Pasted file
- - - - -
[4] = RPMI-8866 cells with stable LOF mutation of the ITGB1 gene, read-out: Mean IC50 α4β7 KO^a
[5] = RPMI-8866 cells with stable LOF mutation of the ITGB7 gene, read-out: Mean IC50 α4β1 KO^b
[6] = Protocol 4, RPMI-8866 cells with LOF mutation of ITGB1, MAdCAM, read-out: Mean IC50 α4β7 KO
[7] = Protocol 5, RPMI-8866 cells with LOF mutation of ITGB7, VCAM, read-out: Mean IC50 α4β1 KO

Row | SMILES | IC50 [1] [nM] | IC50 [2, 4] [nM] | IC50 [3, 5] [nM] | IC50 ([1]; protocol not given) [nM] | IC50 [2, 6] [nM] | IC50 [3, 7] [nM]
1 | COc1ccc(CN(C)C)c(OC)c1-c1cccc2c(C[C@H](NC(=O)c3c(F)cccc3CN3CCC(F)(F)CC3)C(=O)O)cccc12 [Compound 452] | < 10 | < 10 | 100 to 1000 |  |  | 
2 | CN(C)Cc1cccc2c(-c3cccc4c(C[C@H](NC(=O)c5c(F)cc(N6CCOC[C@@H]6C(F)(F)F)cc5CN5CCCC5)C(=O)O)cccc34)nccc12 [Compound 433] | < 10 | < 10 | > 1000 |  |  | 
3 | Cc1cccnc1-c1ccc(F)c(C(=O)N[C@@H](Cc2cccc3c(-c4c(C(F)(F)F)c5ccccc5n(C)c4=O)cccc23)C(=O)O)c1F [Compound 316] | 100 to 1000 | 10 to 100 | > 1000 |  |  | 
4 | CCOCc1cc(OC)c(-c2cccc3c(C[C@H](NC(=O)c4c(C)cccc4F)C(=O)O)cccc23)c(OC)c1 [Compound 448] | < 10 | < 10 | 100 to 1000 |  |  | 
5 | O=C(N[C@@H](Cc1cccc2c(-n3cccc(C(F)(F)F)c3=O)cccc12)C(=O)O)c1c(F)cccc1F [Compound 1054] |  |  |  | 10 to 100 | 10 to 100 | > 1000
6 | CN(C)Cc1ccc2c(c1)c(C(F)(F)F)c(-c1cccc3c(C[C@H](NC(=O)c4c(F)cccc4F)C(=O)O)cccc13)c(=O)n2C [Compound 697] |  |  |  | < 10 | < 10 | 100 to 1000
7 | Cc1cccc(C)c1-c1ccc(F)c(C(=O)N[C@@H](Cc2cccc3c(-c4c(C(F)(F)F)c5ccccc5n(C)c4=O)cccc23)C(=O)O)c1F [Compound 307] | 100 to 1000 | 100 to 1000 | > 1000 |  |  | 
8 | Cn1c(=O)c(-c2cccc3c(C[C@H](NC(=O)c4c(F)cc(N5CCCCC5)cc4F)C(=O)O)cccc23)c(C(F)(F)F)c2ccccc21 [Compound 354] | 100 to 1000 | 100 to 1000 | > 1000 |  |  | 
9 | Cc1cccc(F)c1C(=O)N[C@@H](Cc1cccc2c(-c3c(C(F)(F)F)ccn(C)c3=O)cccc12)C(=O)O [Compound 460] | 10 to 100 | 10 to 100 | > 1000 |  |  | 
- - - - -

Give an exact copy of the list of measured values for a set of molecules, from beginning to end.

[4] = RPMI-8866 cells with stable LOF mutation of the ITGB1 gene, read-out: Mean IC50 α4β7 KO^a
[5] = RPMI-8866 cells with stable LOF mutation of the ITGB7 gene, read-out: Mean IC50 α4β1 KO^b
[6] = Protocol 4, RPMI-8866 cells with LOF mutation of ITGB1, MAdCAM, read-out: Mean IC50 α4β7 KO
[7] = Protocol 5, RPMI-8866 cells with LOF mutation of ITGB7, VCAM, read-out: Mean IC50 α4β1 KO

Row | SMILES | IC50 [1] [nM] | IC50 [2, 4] [nM] | IC50 [3, 5] [nM] | IC50 ([1]; protocol not given) [nM] | IC50 [2, 6] [nM] | IC50 [3, 7] [nM]
1 | COc1ccc(CN(C)C)c(OC)c1-c1cccc2c(C[C@H](NC(=O)c3c(F)cccc3CN3CCC(F)(F)CC3)C(=O)O)cccc12 [Compound 452] | < 10 | < 10 | 100 to 1000 |  |  | 
2 | CN(C)Cc1cccc2c(-c3cccc4c(C[C@H](NC(=O)c5c(F)cc(N6CCOC[C@@H]6C(F)(F)F)cc5CN5CCCC5)C(=O)O)cccc34)nccc12 [Compound 433] | < 10 | < 10 | > 1000 |  |  | 
3 | Cc1cccnc1-c1ccc(F)c(C(=O)N[C@@H](Cc2cccc3c(-c4c(C(F)(F)F)c5ccccc5n(C)c4=O)cccc23)C(=O)O)c1F [Compound 316] | 100 to 1000 | 10 to 100 | > 1000 |  |  | 
4 | CCOCc1cc(OC)c(-c2cccc3c(C[C@H](NC(=O)c4c(C)cccc4F)C(=O)O)cccc23)c(OC)c1 [Compound 448] | < 10 | < 10 | 100 to 1000 |  |  | 
5 | O=C(N[C@@H](Cc1cccc2c(-n3cccc(C(F)(F)F)c3=O)cccc12)C(=O)O)c1c(F)cccc1F [Compound 1054] |  |  |  | 10 to 100 | 10 to 100 | > 1000
6 | CN(C)Cc1ccc2c(c1)c(C(F)(F)F)c(-c1cccc3c(C[C@H](NC(=O)c4c(F)cccc4F)C(=O)O)cccc13)c(=O)n2C [Compound 697] |  |  |  | < 10 | < 10 | 100 to 1000
7 | Cc1cccc(C)c1-c1ccc(F)c(C(=O)N[C@@H](Cc2cccc3c(-c4c(C(F)(F)F)c5ccccc5n(C)c4=O)cccc23)C(=O)O)c1F [Compound 307] | 100 to 1000 | 100 to 1000 | > 1000 |  |  | 
8 | Cn1c(=O)c(-c2cccc3c(C[C@H](NC(=O)c4c(F)cc(N5CCCCC5)cc4F)C(=O)O)cccc23)c(C(F)(F)F)c2ccccc21 [Compound 354] | 100 to 1000 | 100 to 1000 | > 1000 |  |  | 
9 | Cc1cccc(F)c1C(=O)N[C@@H](Cc1cccc2c(-c3c(C(F)(F)F)ccn(C)c3=O)cccc12)C(=O)O [Compound 460] | 10 to 100 | 10 to 100 | > 1000 |  |  | 